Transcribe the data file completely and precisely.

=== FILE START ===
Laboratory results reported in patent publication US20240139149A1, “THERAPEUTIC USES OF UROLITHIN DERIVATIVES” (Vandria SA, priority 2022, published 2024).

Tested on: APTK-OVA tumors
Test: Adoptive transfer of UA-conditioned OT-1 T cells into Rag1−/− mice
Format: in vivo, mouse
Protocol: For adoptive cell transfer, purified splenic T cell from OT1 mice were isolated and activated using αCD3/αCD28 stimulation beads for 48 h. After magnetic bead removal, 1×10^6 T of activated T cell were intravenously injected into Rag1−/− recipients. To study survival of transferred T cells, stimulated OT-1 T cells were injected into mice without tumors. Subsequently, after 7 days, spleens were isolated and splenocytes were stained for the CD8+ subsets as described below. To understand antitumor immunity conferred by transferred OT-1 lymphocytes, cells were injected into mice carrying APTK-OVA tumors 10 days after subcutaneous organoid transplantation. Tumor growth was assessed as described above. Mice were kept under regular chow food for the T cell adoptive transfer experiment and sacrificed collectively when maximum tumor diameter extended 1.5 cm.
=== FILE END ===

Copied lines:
Laboratory results reported in patent publication US20240139149A1, “THERAPEUTIC USES OF UROLITHIN DERIVATIVES” (Vandria SA, priority 2022, published 2024).

Tested on: APTK-OVA tumors
Test: Adoptive transfer of UA-conditioned OT-1 T cells into Rag1−/− mice
Format: in vivo, mouse
Protocol: For adoptive cell transfer, purified splenic T cell from OT1 mice were isolated and activated using αCD3/αCD28 stimulation beads for 48 h. After magnetic bead removal, 1×10^6 T of activated T cell were intravenously injected into Rag1−/− recipients. To study survival of transferred T cells, stimulated OT-1 T cells were injected into mice without tumors. Subsequently, after 7 days, spleens were isolated and splenocytes were stained for the CD8+ subsets as described below. To understand antitumor immunity conferred by transferred OT-1 lymphocytes, cells were injected into mice carrying APTK-OVA tumors 10 days after subcutaneous organoid transplantation. Tumor growth was assessed as described above. Mice were kept under regular chow food for the T cell adoptive transfer experiment and sacrificed collectively when maximum tumor diameter extended 1.5 cm.